What Is a Record Low?
A record low can be recorded by year, month, week, or a single trading day. They usually correspond to bad news about a company or a trade. Sectors and industries are often discussed when a record low is reached, and it's usually a headline that grabs attention to the group.
- A record low is the lowest price ever recorded by a security or asset.
- Record lows are generally a sign that the company or industry is facing stress.
- Buy low, sell high is an investing strategy through which investors seek profit from the market's propensity to overshoot on downsides and upsides.
Understanding Record Lows
Record lows may trigger high volume selling, which can drive prices even lower. Accordingly, many traders pay close attention to record lows in their markets. A record low is usually bad news for a publicly traded company. Stock prices for companies that drop to record lows typically struggle to recover or rebound in value.
Examples of record lows include:
- Unemployment is at record lows
- The dollar fell to a new record low
- Yields have fallen to record lows
- Manufacturing jobs hit a record low
- A pre-earnings warning sent shares tumbling to a record low.
Most investors see record lows as signs of weakness and avoid buying, but some see them as opportunities to buy low—at a bargain. Obviously, the investor's goal is to buy low and sell high. Penny stocks tend to continually make new record lows because many are fraught with fraud.
Buy Low, Sell High as a Strategy
Buy low, sell high is an investing strategy where investors seek profit from the market's propensity to overshoot on the downside and upside. Although simple, it is difficult to implement and execute systematically.
It is easy to identify highs and lows in hindsight, but in the immediate moment, it is not. And, prices reflect the psychology and emotions of market participants. Experienced traders use various forms of technical analysis to identify optimum buy and sell levels.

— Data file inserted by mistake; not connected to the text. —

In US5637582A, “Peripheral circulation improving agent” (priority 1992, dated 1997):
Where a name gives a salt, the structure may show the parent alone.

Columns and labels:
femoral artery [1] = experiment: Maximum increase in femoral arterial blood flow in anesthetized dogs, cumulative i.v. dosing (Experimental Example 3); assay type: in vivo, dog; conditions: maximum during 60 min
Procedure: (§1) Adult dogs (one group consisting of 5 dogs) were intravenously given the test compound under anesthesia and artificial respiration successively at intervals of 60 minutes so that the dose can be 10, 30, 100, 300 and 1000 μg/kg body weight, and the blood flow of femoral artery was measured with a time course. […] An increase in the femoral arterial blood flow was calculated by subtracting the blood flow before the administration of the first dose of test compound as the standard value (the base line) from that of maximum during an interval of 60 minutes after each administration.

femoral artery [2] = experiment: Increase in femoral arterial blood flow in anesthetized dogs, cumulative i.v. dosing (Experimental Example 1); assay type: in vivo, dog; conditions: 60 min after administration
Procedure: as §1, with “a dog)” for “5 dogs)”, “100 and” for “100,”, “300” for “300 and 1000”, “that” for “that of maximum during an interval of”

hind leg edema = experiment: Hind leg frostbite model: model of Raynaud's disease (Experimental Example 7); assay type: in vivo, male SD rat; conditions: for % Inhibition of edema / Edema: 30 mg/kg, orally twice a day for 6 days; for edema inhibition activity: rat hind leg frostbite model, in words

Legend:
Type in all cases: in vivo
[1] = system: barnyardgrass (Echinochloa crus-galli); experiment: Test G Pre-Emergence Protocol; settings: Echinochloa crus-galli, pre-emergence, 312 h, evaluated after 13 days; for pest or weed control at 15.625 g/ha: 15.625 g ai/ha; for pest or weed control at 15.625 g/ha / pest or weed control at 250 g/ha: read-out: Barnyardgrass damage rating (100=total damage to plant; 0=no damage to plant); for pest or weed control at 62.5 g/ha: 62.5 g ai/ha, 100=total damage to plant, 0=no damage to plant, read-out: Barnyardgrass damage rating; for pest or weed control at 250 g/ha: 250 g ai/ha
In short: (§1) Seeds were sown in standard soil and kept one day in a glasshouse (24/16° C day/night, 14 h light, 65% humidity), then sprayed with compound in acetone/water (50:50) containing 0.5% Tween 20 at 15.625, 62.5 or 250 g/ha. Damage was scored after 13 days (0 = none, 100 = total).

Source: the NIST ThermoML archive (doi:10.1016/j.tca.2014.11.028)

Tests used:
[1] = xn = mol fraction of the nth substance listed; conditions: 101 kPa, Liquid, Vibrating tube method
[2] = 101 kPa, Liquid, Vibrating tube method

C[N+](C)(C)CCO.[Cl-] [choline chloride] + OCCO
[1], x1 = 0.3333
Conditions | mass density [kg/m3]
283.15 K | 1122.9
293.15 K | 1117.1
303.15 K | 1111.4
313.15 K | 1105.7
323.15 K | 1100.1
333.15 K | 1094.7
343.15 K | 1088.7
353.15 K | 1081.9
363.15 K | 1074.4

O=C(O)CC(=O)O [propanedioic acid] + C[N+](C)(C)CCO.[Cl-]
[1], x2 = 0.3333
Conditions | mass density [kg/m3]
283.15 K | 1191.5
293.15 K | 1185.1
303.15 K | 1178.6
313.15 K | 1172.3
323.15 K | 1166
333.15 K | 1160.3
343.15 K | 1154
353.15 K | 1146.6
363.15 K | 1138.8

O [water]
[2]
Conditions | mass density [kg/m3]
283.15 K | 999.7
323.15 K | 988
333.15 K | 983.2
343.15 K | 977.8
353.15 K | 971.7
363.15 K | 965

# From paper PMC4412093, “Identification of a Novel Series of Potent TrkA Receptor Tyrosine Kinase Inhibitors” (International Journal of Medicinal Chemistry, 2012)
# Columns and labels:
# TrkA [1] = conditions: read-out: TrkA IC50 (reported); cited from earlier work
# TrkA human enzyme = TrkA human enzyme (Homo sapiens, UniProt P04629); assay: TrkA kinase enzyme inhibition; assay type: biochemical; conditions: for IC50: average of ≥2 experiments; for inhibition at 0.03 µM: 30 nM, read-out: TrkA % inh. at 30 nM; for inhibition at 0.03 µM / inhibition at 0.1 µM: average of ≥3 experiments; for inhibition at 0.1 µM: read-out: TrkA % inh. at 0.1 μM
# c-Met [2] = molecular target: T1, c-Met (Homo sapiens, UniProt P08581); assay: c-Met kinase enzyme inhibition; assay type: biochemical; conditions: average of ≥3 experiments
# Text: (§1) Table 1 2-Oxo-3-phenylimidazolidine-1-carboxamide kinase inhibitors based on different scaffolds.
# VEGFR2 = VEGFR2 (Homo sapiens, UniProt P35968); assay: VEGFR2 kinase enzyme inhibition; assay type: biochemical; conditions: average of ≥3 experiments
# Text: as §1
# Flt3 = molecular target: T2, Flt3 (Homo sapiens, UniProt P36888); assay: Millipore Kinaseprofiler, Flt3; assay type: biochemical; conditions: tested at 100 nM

Markets may be driven to high prices during market bubbles or low prices during market sell-offs. These events may be opportunities to buy low and sell high. However, if the market continues trending in one direction, the strategy would not work. And prices that look high one day may be perceived as low the next.
Traders and investors aim to develop objective methods to determine whether prices are high or low. When prices are low, sentiment tends to be negative overall, influencing more bullish holders to sell. Similarly, when prices are high, it may be difficult to justify selling a winner.
Market participants’ perspectives vary: some bulls will consider a stock price low while bears see the same price as high, with each side able to justify their views logically. The challenge is to determine which stocks are reaching extremes based on fundamentals and which are driven by market psychology. A simple buy low, sell high strategy employs moving averages, which are derived from price alone and are helpful in determining price trends.
Example of a Record Low
Chipotle Mexican Grill, Inc. (CMG) is a fast-casual Mexican food chain based in the U.S. The company went public on January 25, 2006, at a price of $22, which happened to be the record low for the company. That price was reserved for those who were able to purchase shares at the IPO price, generally speaking, that's reserved for institutional investors.
After the shares opened for trading, the lowest price for the day on the secondary market was $39.51. However, the shares traded down to $36.86 on November 21, 2008, during the global financial crisis. As of late 2020, shares of Chipotle were trading hands at over $1,200.